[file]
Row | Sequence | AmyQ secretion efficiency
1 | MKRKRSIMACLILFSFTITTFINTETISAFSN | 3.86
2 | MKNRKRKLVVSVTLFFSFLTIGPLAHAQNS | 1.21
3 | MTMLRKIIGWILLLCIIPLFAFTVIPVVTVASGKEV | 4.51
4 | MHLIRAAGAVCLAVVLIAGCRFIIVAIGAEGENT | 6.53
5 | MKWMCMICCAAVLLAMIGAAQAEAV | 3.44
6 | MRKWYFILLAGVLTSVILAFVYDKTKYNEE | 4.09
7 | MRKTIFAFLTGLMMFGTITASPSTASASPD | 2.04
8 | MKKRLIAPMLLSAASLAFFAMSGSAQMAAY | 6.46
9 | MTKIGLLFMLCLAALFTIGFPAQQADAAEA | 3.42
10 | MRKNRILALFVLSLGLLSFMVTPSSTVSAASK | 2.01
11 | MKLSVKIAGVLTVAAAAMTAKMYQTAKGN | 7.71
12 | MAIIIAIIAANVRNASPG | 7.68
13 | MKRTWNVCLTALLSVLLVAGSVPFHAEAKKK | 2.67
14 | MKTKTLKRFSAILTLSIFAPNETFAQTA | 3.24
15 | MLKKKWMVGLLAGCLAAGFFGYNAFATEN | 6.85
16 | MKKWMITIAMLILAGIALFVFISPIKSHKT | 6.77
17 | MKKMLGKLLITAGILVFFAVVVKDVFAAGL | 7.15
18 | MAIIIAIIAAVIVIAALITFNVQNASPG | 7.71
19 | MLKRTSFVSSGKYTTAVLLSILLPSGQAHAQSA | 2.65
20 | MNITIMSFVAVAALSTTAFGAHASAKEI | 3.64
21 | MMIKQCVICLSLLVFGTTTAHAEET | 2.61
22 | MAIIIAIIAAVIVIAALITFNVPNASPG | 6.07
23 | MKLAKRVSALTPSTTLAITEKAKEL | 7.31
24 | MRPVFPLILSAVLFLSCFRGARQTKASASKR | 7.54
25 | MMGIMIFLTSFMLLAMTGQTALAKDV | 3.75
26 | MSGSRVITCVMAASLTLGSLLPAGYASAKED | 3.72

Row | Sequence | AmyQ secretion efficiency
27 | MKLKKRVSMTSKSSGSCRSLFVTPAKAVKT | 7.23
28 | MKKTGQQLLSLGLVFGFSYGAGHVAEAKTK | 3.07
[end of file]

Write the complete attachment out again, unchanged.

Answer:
Row | Sequence | AmyQ secretion efficiency
1 | MKRKRSIMACLILFSFTITTFINTETISAFSN | 3.86
2 | MKNRKRKLVVSVTLFFSFLTIGPLAHAQNS | 1.21
3 | MTMLRKIIGWILLLCIIPLFAFTVIPVVTVASGKEV | 4.51
4 | MHLIRAAGAVCLAVVLIAGCRFIIVAIGAEGENT | 6.53
5 | MKWMCMICCAAVLLAMIGAAQAEAV | 3.44
6 | MRKWYFILLAGVLTSVILAFVYDKTKYNEE | 4.09
7 | MRKTIFAFLTGLMMFGTITASPSTASASPD | 2.04
8 | MKKRLIAPMLLSAASLAFFAMSGSAQMAAY | 6.46
9 | MTKIGLLFMLCLAALFTIGFPAQQADAAEA | 3.42
10 | MRKNRILALFVLSLGLLSFMVTPSSTVSAASK | 2.01
11 | MKLSVKIAGVLTVAAAAMTAKMYQTAKGN | 7.71
12 | MAIIIAIIAANVRNASPG | 7.68
13 | MKRTWNVCLTALLSVLLVAGSVPFHAEAKKK | 2.67
14 | MKTKTLKRFSAILTLSIFAPNETFAQTA | 3.24
15 | MLKKKWMVGLLAGCLAAGFFGYNAFATEN | 6.85
16 | MKKWMITIAMLILAGIALFVFISPIKSHKT | 6.77
17 | MKKMLGKLLITAGILVFFAVVVKDVFAAGL | 7.15
18 | MAIIIAIIAAVIVIAALITFNVQNASPG | 7.71
19 | MLKRTSFVSSGKYTTAVLLSILLPSGQAHAQSA | 2.65
20 | MNITIMSFVAVAALSTTAFGAHASAKEI | 3.64
21 | MMIKQCVICLSLLVFGTTTAHAEET | 2.61
22 | MAIIIAIIAAVIVIAALITFNVPNASPG | 6.07
23 | MKLAKRVSALTPSTTLAITEKAKEL | 7.31
24 | MRPVFPLILSAVLFLSCFRGARQTKASASKR | 7.54
25 | MMGIMIFLTSFMLLAMTGQTALAKDV | 3.75
26 | MSGSRVITCVMAASLTLGSLLPAGYASAKED | 3.72

Row | Sequence | AmyQ secretion efficiency
27 | MKLKKRVSMTSKSSGSCRSLFVTPAKAVKT | 7.23
28 | MKKTGQQLLSLGLVFGFSYGAGHVAEAKTK | 3.07